EAST MEETS WEST
CONSTRUCTION OF WEST INDIA DOCKS
West India Docks are a series of three docks on the Isle of Dogs, the first of which opened in 1802. Robert Milligan, a merchant and ship owner, was the main driver in the construction of the West India Docks, and promoted the creation of a wet dock encircled by a high wall for elevated security.
Statue of Robert Milligan (1746–1809), at West India Quay
THE DOCKING OF ECHO
A newly-built ship named after the Prime Minister of the time, Henry Addington, was hauled in by ropes on the 27th August 1802, for the formal opening of the docks. Another ship, the Echo, laden with cargo from the West Indies, closely followed, and marked a pivotal point in prosperity and growth.
PROSPERITY FOR THE AREA
For the following 21 years all vessels in the West India trade using the Port of London were compelled under an Act of Parliament to use the West India Docks. Trade flourished in this part of East London, with especially large quantities of tea, sugar, spices, copper and rum arriving from the West Indies.
ONE OF THE MAJOR TRADING CITIES OF THE WORLD
The West India Docks was one of the largest and busiest docks in the world, and could accommodate more than 600 vessels. The high volume of cargo helped to establish London as one of the world’s major trading cities.
A HIGHLY SOUGHT COMMODITY
Sugar was seen as the foundation of the golden age of West Indian prosperity in the Eighteenth Century. It was the most highly sought commodity of the period, and the largest single English import.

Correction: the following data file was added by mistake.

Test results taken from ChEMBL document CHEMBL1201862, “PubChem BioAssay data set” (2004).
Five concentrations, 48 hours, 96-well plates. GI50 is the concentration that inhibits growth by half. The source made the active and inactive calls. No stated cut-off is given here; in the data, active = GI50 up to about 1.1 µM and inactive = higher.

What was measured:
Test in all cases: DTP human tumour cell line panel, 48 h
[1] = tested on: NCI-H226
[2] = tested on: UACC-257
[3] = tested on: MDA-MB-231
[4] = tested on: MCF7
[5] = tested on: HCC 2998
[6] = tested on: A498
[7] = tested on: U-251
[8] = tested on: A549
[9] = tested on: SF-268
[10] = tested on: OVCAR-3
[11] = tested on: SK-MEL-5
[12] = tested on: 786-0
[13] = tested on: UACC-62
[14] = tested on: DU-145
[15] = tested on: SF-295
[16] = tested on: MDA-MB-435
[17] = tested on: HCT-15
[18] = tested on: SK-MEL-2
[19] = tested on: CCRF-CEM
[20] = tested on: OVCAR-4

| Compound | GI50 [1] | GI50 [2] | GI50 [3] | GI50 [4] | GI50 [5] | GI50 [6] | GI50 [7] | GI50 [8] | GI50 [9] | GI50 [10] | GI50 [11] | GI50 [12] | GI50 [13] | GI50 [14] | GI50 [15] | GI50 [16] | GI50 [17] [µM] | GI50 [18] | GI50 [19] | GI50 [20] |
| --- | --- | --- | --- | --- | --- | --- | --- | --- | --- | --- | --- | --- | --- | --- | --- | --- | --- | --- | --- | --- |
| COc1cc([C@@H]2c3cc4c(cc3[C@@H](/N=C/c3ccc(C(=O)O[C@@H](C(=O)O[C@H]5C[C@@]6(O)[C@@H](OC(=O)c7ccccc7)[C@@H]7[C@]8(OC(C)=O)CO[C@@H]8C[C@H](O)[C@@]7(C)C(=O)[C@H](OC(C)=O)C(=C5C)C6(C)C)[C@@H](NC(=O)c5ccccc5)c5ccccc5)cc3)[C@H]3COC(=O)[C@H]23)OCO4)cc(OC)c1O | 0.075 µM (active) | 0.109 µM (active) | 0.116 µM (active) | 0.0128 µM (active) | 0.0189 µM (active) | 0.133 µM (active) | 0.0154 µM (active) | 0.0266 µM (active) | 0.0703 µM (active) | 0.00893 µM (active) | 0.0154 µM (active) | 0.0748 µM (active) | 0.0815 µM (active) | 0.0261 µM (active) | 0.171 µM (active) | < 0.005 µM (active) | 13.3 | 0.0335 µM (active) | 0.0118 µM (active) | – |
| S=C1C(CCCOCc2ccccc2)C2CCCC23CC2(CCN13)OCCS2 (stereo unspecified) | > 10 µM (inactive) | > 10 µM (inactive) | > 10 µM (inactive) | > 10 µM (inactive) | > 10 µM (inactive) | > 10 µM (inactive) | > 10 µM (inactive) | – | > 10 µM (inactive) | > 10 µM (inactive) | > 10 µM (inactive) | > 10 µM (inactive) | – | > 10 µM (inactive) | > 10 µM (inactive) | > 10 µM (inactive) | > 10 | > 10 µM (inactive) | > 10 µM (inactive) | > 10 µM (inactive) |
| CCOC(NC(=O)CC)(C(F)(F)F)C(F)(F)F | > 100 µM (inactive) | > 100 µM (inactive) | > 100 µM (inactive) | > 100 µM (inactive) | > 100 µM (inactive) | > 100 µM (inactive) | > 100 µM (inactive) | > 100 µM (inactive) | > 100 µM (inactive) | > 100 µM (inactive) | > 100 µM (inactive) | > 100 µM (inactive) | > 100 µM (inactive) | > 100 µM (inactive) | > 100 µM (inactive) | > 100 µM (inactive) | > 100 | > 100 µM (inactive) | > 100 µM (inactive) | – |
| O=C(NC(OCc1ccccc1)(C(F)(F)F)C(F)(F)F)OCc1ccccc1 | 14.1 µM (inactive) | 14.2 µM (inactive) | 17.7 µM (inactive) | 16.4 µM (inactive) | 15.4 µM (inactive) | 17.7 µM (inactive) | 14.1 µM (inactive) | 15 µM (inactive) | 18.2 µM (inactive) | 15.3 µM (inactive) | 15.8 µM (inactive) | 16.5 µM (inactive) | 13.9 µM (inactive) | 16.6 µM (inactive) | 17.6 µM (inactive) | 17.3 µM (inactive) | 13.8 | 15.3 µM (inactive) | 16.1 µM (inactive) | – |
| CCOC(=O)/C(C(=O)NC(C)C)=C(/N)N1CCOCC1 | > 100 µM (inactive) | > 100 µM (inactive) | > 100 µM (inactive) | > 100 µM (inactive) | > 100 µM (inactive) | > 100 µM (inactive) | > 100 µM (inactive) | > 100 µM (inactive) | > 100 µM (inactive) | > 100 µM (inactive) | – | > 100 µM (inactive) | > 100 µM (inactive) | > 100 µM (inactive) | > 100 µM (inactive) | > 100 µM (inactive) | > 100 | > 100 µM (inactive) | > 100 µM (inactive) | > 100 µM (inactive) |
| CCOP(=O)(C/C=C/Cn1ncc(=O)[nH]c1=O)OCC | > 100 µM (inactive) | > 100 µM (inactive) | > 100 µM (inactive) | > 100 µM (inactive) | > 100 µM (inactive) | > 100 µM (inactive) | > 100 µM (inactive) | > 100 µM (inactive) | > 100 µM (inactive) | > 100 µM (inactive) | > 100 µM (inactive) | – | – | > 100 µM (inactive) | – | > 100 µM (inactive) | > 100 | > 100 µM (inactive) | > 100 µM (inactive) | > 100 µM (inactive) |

The new Docks and City Canal
FIVE-STOREY HIGH WAREHOUSES
To facilitate such high volumes, warehouses were built and were usually five storeys high. There was a continuous line of three-quarters of a mile of warehousing, lining the Import Dock, that housed nine vast sugar and molasses warehouses.
THE EAST INDIA COMPANY
The voyage to China and back took an East India Company tea clipper about one year, with the average East Indiaman able to carry 1,200 tons of cargo.
From 1802 to 1939 the area was one of the busiest docks in the world. After the 1960s the port industry began to decline, leading to the closure of all docks by 1981. In spite of the decline, the prolonged prosperity of the area had left its mark and eventually led to the birth of the globally connected and economically-thriving hub of Canary Wharf.
THE CANARY WHARF ESTATE
The Canary Wharf Estate, which now covers most of the 295 acres of the West India Docks, is a major business district, and one of the United Kingdom’s two main financial centres (along with the City of London).
It was home to the tallest building in the UK for two decades from 1990 to 2010, and this height will be surpassed by the tallest residential building in western Europe which is being built right here on this site.